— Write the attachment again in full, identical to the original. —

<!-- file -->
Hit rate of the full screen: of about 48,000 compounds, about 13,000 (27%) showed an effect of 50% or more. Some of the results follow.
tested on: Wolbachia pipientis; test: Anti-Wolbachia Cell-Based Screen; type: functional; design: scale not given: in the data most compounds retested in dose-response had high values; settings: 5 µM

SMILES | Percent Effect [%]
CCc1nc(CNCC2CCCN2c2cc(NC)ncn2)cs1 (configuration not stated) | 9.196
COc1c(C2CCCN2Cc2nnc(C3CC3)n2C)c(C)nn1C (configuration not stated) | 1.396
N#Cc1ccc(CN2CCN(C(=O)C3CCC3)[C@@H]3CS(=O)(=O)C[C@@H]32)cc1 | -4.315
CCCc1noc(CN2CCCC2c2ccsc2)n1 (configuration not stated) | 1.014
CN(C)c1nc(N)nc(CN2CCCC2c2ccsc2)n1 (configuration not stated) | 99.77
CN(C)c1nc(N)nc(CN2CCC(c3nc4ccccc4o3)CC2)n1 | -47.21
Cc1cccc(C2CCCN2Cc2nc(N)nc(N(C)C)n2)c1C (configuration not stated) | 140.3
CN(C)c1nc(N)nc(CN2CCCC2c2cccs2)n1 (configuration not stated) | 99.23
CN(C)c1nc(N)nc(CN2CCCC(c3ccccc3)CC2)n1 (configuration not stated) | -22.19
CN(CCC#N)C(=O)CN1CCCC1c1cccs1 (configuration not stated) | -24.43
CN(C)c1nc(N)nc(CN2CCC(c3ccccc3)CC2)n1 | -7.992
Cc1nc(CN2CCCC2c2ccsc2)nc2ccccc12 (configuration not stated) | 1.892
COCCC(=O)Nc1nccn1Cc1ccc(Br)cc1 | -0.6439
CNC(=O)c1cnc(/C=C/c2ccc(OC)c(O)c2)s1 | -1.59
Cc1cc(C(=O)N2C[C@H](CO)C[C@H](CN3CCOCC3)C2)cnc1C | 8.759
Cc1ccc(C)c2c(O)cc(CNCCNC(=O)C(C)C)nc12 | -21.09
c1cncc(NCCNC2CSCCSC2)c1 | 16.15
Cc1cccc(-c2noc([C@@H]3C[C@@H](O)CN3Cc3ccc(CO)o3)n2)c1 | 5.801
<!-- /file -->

Hit rate of the full screen: of about 48,000 compounds, about 13,000 (27%) showed an effect of 50% or more. Some of the results follow.
tested on: Wolbachia pipientis; test: Anti-Wolbachia Cell-Based Screen; type: functional; design: scale not given: in the data most compounds retested in dose-response had high values; settings: 5 µM

SMILES | Percent Effect [%]
CCc1nc(CNCC2CCCN2c2cc(NC)ncn2)cs1 (configuration not stated) | 9.196
COc1c(C2CCCN2Cc2nnc(C3CC3)n2C)c(C)nn1C (configuration not stated) | 1.396
N#Cc1ccc(CN2CCN(C(=O)C3CCC3)[C@@H]3CS(=O)(=O)C[C@@H]32)cc1 | -4.315
CCCc1noc(CN2CCCC2c2ccsc2)n1 (configuration not stated) | 1.014
CN(C)c1nc(N)nc(CN2CCCC2c2ccsc2)n1 (configuration not stated) | 99.77
CN(C)c1nc(N)nc(CN2CCC(c3nc4ccccc4o3)CC2)n1 | -47.21
Cc1cccc(C2CCCN2Cc2nc(N)nc(N(C)C)n2)c1C (configuration not stated) | 140.3
CN(C)c1nc(N)nc(CN2CCCC2c2cccs2)n1 (configuration not stated) | 99.23
CN(C)c1nc(N)nc(CN2CCCC(c3ccccc3)CC2)n1 (configuration not stated) | -22.19
CN(CCC#N)C(=O)CN1CCCC1c1cccs1 (configuration not stated) | -24.43
CN(C)c1nc(N)nc(CN2CCC(c3ccccc3)CC2)n1 | -7.992
Cc1nc(CN2CCCC2c2ccsc2)nc2ccccc12 (configuration not stated) | 1.892
COCCC(=O)Nc1nccn1Cc1ccc(Br)cc1 | -0.6439
CNC(=O)c1cnc(/C=C/c2ccc(OC)c(O)c2)s1 | -1.59
Cc1cc(C(=O)N2C[C@H](CO)C[C@H](CN3CCOCC3)C2)cnc1C | 8.759
Cc1ccc(C)c2c(O)cc(CNCCNC(=O)C(C)C)nc12 | -21.09
c1cncc(NCCNC2CSCCSC2)c1 | 16.15
Cc1cccc(-c2noc([C@@H]3C[C@@H](O)CN3Cc3ccc(CO)o3)n2)c1 | 5.801